By Steven McGinty
At the Idox Information Service, we like to keep up to date with the latest developments in public sector technology. Whether it’s what new digital services are on the market or which direction the government is heading in, we like to monitor everything that could potentially have an impact on our customers, as well as, of course, ourselves.
With the pace of change though, sometimes it’s a good idea to stand still and reflect. Therefore, we’ve decided to sit down, analyse the trends of the day, and produce our very own list of top 5 public sector tech trends.
Here’s what we’ve come up with:
Government as a platform
The recent election win by the Conservatives provides a certain level of continuity for the Government Digital Service (GDS). Over recent years they have been heavily involved in the implementation of ‘government as a platform’. They describe it as:
“a common core infrastructure of shared digital systems, technology and processes on which it’s easy to build brilliant, user-centric government services”.
The most high profile example of the government as a platform approach is the GOV.UK website. In 15 months the government has shifted from having over 300 government agency and arm’s length body websites to having information delivered through just one single website.
The GDS has also introduced GOV.UK Verify, a platform that allows citizens to prove who they are when using government services. At the moment, several government departments have signed up, including HM Revenue and Customs (HMRC), the Department for Environment, Food & Rural Affairs (DEFRA) and Department for Business, Innovation & Skills (BIS).
It is likely that government as a platform will continue, with new government departments and agencies moving onto GOV.UK and GOV.UK Verify. The Chancellor, George Osborne, also announced a greater role for the GDS in working with local government. The result could be a greater use of government as a platform principles in local government.
The issue of tackling the budget deficit was a major theme of the last election. It’s widely accepted that savings will have to be made if the government is to reach its goal of running a surplus by the end of the parliament. The Local Government Association highlight that local authorities may be particularly affected, estimating cuts of approximately 9% next year. Although it will be interesting to see if a recent warning against further cuts, which has come from Conservative Councillors, will make a difference.
Either way, this will have an impact for technology. It could mean that councils will be looking to find technical solutions to create efficiency savings. We have also seen local authorities working more closely together and sharing services in order to drive down costs.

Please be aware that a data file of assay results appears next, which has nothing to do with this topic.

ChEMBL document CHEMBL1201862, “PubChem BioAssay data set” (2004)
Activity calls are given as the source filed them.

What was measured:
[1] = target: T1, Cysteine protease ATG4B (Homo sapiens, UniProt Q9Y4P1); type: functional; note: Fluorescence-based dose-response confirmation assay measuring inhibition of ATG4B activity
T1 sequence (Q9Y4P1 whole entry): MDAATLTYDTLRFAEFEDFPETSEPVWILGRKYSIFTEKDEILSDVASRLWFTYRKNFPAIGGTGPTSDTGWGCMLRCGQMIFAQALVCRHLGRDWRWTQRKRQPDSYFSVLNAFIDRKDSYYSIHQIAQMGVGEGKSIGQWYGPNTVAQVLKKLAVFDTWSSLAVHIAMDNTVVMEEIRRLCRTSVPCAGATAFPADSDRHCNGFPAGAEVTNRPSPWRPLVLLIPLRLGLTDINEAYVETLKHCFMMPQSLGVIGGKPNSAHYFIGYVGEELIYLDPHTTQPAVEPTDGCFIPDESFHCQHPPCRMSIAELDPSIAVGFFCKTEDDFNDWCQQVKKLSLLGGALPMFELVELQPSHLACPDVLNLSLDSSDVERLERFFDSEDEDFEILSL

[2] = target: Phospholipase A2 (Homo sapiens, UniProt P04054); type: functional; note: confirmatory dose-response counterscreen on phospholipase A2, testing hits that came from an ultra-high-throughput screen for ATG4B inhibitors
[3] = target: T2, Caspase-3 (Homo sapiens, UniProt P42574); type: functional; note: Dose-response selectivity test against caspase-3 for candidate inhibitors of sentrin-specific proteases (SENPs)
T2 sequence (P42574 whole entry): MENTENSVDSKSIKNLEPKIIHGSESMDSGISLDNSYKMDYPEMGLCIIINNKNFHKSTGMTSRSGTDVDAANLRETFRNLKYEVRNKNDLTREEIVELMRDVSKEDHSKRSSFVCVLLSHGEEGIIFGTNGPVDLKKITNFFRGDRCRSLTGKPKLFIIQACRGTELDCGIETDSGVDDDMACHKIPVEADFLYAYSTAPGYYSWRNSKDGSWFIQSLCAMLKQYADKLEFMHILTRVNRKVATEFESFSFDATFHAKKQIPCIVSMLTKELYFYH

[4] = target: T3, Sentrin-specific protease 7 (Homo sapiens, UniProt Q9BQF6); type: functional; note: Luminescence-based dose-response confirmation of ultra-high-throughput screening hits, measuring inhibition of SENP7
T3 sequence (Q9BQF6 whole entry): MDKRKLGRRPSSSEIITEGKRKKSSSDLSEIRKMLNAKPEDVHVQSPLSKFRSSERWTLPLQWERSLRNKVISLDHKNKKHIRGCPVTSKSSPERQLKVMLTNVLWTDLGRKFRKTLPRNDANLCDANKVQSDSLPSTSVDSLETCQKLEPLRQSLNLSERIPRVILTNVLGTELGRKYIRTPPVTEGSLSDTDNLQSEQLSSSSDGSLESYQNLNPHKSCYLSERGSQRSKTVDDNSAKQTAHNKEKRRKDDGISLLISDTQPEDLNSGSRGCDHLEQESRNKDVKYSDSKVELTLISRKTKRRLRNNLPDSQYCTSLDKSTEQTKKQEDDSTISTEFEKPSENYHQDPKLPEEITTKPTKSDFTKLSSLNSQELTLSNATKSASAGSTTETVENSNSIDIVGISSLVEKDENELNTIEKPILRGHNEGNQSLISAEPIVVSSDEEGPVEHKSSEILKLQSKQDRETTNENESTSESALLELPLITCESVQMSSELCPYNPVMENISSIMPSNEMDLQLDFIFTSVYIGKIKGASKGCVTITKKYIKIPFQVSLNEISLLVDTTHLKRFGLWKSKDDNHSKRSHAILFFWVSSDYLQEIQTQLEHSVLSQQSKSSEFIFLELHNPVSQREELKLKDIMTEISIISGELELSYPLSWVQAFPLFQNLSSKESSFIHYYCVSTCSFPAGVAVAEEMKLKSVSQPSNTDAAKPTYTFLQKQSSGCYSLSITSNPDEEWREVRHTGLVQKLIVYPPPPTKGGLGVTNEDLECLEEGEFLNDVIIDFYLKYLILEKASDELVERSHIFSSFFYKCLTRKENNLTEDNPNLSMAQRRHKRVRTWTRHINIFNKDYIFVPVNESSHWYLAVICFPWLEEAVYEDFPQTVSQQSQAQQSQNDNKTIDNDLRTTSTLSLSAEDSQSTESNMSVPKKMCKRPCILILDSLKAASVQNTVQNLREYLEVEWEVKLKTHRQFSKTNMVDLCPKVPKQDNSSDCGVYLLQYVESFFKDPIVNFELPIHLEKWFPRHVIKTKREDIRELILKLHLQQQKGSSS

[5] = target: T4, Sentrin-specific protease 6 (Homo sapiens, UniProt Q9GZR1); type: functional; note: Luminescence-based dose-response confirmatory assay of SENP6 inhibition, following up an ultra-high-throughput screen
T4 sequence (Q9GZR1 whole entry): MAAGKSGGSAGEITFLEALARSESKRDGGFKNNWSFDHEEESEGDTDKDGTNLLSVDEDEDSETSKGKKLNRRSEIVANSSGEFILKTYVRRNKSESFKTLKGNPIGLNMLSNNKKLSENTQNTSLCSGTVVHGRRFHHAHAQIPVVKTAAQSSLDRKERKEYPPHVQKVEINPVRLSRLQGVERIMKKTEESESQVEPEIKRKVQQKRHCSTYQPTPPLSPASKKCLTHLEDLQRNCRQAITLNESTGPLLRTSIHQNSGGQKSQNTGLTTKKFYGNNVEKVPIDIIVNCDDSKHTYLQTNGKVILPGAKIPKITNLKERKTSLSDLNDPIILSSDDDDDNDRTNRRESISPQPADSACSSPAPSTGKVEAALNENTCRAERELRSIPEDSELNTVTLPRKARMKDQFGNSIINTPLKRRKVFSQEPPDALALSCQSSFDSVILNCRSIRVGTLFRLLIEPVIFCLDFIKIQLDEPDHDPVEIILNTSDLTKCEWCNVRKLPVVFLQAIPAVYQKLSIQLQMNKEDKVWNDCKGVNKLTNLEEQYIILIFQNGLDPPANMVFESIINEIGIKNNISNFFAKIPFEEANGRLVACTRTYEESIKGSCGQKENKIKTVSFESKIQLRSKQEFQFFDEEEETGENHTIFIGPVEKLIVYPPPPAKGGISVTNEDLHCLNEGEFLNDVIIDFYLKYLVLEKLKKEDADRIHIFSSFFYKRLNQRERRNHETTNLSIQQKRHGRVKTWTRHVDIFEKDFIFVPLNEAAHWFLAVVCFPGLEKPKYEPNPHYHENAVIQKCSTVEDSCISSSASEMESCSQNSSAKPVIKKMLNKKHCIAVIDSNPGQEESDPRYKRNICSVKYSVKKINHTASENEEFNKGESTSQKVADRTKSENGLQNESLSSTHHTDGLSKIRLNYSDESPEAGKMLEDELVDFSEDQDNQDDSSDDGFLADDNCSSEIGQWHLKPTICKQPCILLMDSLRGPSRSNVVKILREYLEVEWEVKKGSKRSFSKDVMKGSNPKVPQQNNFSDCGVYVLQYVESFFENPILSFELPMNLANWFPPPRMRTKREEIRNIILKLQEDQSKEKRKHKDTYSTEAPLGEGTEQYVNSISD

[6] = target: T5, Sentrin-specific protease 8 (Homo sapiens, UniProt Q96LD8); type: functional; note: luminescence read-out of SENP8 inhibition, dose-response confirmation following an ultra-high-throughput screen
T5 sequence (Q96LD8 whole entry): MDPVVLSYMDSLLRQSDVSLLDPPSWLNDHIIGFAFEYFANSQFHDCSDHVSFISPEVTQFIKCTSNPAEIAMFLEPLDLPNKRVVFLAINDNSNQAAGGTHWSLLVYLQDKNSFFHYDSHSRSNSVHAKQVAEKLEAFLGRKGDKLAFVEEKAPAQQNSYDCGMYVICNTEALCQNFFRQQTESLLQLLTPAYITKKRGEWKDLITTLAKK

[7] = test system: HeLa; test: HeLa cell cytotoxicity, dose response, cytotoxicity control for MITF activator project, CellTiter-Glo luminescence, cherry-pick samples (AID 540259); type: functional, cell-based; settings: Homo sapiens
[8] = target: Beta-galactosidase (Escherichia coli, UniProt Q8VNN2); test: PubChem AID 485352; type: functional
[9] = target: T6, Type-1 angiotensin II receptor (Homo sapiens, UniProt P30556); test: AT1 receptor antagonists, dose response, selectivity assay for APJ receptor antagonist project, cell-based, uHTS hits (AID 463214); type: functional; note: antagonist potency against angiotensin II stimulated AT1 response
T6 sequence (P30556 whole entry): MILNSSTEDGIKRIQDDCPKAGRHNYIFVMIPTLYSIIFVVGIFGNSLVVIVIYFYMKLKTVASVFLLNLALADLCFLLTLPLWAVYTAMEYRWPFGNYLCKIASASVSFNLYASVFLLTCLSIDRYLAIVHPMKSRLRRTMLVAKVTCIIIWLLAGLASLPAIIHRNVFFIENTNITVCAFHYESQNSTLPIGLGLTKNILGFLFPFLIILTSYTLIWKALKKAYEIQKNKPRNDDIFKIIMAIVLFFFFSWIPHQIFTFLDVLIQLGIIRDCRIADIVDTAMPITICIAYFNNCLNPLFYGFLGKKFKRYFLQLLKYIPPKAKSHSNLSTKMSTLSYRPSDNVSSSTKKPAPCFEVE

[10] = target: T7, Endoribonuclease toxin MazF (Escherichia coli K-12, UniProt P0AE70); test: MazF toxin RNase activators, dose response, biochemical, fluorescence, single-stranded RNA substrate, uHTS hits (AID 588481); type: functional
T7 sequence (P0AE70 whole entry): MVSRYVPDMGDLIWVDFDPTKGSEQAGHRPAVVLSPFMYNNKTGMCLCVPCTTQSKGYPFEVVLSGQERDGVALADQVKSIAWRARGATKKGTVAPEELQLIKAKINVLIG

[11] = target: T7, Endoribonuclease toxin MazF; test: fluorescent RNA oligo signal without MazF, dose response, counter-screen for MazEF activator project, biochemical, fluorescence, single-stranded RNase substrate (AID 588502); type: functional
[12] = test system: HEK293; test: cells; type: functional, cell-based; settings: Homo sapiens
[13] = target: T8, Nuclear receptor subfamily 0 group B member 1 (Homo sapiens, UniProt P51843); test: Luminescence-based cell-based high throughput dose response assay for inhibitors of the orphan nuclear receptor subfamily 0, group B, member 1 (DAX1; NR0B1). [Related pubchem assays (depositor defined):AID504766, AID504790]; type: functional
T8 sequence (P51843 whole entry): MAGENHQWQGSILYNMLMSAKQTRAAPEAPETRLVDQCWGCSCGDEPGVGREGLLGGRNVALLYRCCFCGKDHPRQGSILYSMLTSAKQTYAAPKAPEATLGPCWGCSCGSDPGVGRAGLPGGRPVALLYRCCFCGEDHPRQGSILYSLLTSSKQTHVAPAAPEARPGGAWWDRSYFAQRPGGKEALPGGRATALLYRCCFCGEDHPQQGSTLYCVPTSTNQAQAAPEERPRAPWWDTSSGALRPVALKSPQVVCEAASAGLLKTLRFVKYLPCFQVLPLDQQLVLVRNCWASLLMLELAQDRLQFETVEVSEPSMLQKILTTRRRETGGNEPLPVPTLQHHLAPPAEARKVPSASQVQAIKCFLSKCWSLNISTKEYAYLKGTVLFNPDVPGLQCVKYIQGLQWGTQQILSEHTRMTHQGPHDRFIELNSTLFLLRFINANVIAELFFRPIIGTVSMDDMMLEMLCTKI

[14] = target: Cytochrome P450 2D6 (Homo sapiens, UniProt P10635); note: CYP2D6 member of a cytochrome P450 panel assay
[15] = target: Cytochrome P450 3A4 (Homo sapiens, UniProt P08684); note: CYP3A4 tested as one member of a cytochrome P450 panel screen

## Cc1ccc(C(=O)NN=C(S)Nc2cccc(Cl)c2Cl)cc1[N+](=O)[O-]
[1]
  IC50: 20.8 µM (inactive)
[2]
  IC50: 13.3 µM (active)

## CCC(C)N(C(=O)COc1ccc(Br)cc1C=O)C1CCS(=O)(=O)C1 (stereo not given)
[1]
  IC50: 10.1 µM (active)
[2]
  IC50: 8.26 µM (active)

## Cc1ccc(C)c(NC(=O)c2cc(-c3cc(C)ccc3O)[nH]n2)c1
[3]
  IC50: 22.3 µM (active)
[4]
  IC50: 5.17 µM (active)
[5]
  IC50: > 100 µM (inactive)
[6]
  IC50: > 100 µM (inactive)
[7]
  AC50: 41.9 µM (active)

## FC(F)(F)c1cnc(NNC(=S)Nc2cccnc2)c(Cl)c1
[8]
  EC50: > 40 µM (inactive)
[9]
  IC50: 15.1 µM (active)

Data driven decisions (analytics)
The public sector has been using data collected from a variety of channels to provide more efficient and effective public services. Government services are being moved online and users are being encouraged to make this their first port of call.
For instance, Essex County Council has been using analytical and diagnostic methods from the commercial sector to map the ‘customer journey’. They applied this approach to the booking of Adult Learning courses, which requires customers to interact with a number of systems.
In January, the Speaker’s Digital Democracy Commission published a report on how technology can be used to improve democracy in the UK. Some of the main proposals include:
- Ensuring that Parliament is fully interactive and digital by 2020;
- Introducing secure online voting for citizens by 2020;
- Making sure that published information is freely available in formats suitable for re-use;
- Using new technologies and social media to help explain the role of the Houses of Commons and increase public engagement.
Health and social care
Health and social care is a key area for technology. The policy of health and social care integration means that technical solutions are required to manage and share information. Although this has been an issue for decades, the demand for greater savings has meant that this has become a real issue. It will also be necessary to meet new legislative requirements, such as the reporting requirements introduced through the Care Act.
- Government as a Platform: the next phase of digital transformation (Government Digital Service, 2015)
- Inside GOV.UK (Government Digital Service, 2015)
- Budget 2015: GDS remit to extend to local government (Public Technology, 2015)
- 10 public sector tech predictions for 2015 (UKAuthority, 2015)
- Digital Trends in the Public Sector (Matter, 2014)
- Speaker’s Commission on Digital Democracy (Digital Democracy Commission, 2015)
- ICT challenge of health and social care integration “not given priority” (UKAuthority, 2015)
We regularly write about public sector technology, and how technology based solutions can help drive improvements in public sector service delivery. Other recent blogs include: